I can't talk to you now.

I'm busy talking to Herb Stempel, who you might remember was a celebrated quiz show contestant of the 1950s.

I mentioned Mr. Stempel in a recent column about the mega-hit quiz show "Who Wants to Be a Millionaire." And it seems I was not, technically, totally accurate in referring to him. So I called him in New York City to apologize.

"I wrote 'Stemple,' with 'LE' at the end," I said.

"It's S-T-E-M-P-E-L," he said.

"I also wrote that you appeared on 'The $64,000 Question,' " I said.

"No, it was 'Twenty-One,' " Mr. Stempel said.

"There's one other tiny item."


"I, um, I said you were dead. Hahaha. Isn't that a riot? Um, Mr. Stempel, you're not laughing."

Let us review:

I spelled the man's name wrong. I got his claim to fame wrong. And I said he was currently dead when he was alive. I hit the trifecta!

Oh, baby. Do you want to hand me my Pulitzer now, or will you mail it? That's K-o-r-n-h-e-i-s-e-r.

Anybody can spell a name wrong. As a matter of fact, the reason I misspelled Stempel's name is because my friend Gino peeked at the column as I was composing it and tried to save me embarrassment by telling me, "You've got the guy's name wrong." At the time, I was calling him "Herb Stuckler."

Gino said, "It's Stemple, you idiot."

My friend Nancy warned me I had the wrong quiz show, and though I generally value Nancy's counsel enormously, I figured she's just a chick. What does she know?

The thing about Herb being dead? That was all moi.

A lot of you are probably wondering how a prize-winning columnist could make such a stunning series of mistakes. You're probably saying: Jeez, Tony, don't you check anything?

What do I look like, a freakin' database?

I should explain the sophisticated journalistic process I go through while producing this column: I write something I think might be true, such as, "Herb Stemple made a bundle of dough on 'The $64,000 Question,' and now he's dead as a doornail." Then I walk outside my office and I yell at whomever is around, "Hey! Anybody? Herb Stemple, the guy on the quiz shows 45 years ago--alive or dead?"

I literally mean "anybody." It could be somebody fixing the copy machine, or a Japanese tour group. I don't care. If nobody says, "Alive! He's in my bowling league," then I go with my gut, and my gut said: Dead.

I mean, come on, the guy was on TV in the 1950s. The sets looked like aquariums. Nobody got out of those alive.

True, I have access to up-to-the-minute online resources. I could get most of the information I need from my own computer. But I'm so pathetically technophobic I don't even know how to score porn! So I have perfected an open-the-door-and-holler approach to research. I am well known for this. In fact, my friend Tracee keeps a list of some of the questions I have asked recently, which include, and I quote verbatim:

"What was an event before the 1600s that was famous and that involved only one person, like Martin Luther nailing the proclamation to the church door--but not that?"

"Who's blind that you can make fun of?"

"You know the thing that goes, 'Mine eyes have seen the glory yada-yada-yada'? What's that called?"

My mistakes about Herb Stempel could have been far worse. It would be inexcusable, for example, if I ever identified Joan of Arc as "that minx who drowned in a motorboat accident in the Yucatan."

But what I did was bad enough to warrant this embarrassing correction. (Of course, I'd prefer to be writing a correction like: "Lord Alfred Beckwith DeBootay, the English nobleman whose descendants invented cream cheese, was mistakenly referred to as the eighth Earl of Shropshire. He was the seventh.")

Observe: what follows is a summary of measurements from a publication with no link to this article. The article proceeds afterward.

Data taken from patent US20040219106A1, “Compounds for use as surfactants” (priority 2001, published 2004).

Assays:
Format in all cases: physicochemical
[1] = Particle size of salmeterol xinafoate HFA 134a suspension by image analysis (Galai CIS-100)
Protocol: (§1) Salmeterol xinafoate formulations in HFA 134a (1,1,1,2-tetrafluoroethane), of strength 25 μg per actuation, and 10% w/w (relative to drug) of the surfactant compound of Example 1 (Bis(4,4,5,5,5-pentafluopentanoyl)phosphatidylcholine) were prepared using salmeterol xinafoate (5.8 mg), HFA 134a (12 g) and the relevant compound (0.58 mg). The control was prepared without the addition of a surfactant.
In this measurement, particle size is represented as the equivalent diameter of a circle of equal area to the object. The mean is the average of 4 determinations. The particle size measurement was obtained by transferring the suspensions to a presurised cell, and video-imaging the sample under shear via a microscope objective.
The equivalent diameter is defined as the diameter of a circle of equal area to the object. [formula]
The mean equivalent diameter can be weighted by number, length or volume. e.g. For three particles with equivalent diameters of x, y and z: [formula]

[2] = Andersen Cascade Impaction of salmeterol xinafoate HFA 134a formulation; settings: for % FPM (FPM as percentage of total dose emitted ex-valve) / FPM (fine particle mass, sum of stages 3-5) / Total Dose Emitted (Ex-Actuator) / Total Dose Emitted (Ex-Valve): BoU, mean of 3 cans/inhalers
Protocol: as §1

I've thought about trying to wiggle out of this. I could say, "What's the big deal? So I had some guy dead, and he's alive. So sue me! Hahaha. Hey, I'm a humor writer. Nobody believes the crap I write. Here, I'll demonstrate: Woodrow Wilson was gay."

Or I could say, "So what if Herb Stempel is alive? I was talking about Herb Stemple! Have we heard from him yet?"

And, of course, I thought about claiming David Broder wrote it.

I have to admit this whole episode has humbled me, made me more tolerant of imperfection in others. I used to go ballistic when anybody made a mistake at my expense. I won't be so quick to judge people again. Oh, excuse me for a second--that's my doorbell.

"Hey, hold on, pal. This is pepperoni. I ordered green pepper. What, you were smoking so much dope you grabbed the wrong box? Green pepper. Got it? Maybe remembering both a color and a food group was too tough for you. Now go back and get me the pizza I ordered before I call your parole officer!"

Hi, I'm back. Where were we?

Anyway, I called Herb Stempel, and he was great. We chatted for a while. I asked him about the quiz shows nowadays.

He told me about watching "Jeopardy!" a year ago and being appalled at how easy the questions were: "For $1,000 they asked, 'What is the capital of Paraguay?' That was a romp!"

There was silence on my end.

"Asuncion," Herb said.

Oh, yeah, sure.

"TV Guide called me recently," Herb continued. "They gave me sample questions from this 'Millionaire' show. For a million dollars they asked: Who was Sissy Spacek's cousin? And the choices were: Cliff Robertson, Wilford Brimley, Rip Torn and Jack Lemmon."

Herb paused. He might have been waiting for me to answer. But I was still trying to spell "Asuncion." I thought the capital of Paraguay was Paraguay City.

"It's Rip Torn," Herb said. "They're both from Texas."

Who didn't know that?

I thanked Herb for his time, and apologized again for my mistakes.

"I guess I got you confused with Charles Van Doren, who is dead," I said.

"No he's not," Stempel said.

Hey! Anybody? Charlie Van Doren, dead or alive?